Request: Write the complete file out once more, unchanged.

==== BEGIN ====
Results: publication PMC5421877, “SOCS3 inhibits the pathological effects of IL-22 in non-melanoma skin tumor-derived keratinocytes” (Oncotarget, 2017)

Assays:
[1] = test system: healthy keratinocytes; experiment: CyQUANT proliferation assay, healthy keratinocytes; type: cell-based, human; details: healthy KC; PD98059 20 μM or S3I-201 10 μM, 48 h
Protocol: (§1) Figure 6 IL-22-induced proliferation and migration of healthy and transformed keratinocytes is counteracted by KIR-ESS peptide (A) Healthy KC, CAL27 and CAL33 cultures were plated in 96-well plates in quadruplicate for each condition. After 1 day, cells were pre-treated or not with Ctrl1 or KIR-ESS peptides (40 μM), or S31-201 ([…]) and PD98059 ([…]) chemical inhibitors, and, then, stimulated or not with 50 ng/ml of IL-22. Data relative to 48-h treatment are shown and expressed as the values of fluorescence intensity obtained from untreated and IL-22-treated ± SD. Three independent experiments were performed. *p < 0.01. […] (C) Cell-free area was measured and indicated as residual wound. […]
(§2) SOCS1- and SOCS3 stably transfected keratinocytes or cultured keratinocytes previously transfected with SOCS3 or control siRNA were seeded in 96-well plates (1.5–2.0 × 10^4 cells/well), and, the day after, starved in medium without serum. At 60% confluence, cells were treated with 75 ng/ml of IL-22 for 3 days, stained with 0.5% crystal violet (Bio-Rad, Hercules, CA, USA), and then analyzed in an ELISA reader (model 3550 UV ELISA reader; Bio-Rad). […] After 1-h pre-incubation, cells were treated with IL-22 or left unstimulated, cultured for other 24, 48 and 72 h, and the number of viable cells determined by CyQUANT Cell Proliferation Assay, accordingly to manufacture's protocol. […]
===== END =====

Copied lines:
Results: publication PMC5421877, “SOCS3 inhibits the pathological effects of IL-22 in non-melanoma skin tumor-derived keratinocytes” (Oncotarget, 2017)

Assays:
[1] = test system: healthy keratinocytes; experiment: CyQUANT proliferation assay, healthy keratinocytes; type: cell-based, human; details: healthy KC; PD98059 20 μM or S3I-201 10 μM, 48 h
Protocol: (§1) Figure 6 IL-22-induced proliferation and migration of healthy and transformed keratinocytes is counteracted by KIR-ESS peptide (A) Healthy KC, CAL27 and CAL33 cultures were plated in 96-well plates in quadruplicate for each condition. After 1 day, cells were pre-treated or not with Ctrl1 or KIR-ESS peptides (40 μM), or S31-201 ([…]) and PD98059 ([…]) chemical inhibitors, and, then, stimulated or not with 50 ng/ml of IL-22. Data relative to 48-h treatment are shown and expressed as the values of fluorescence intensity obtained from untreated and IL-22-treated ± SD. Three independent experiments were performed. *p < 0.01. […] (C) Cell-free area was measured and indicated as residual wound. […]
(§2) SOCS1- and SOCS3 stably transfected keratinocytes or cultured keratinocytes previously transfected with SOCS3 or control siRNA were seeded in 96-well plates (1.5–2.0 × 10^4 cells/well), and, the day after, starved in medium without serum. At 60% confluence, cells were treated with 75 ng/ml of IL-22 for 3 days, stained with 0.5% crystal violet (Bio-Rad, Hercules, CA, USA), and then analyzed in an ELISA reader (model 3550 UV ELISA reader; Bio-Rad). […] After 1-h pre-incubation, cells were treated with IL-22 or left unstimulated, cultured for other 24, 48 and 72 h, and the number of viable cells determined by CyQUANT Cell Proliferation Assay, accordingly to manufacture's protocol. […]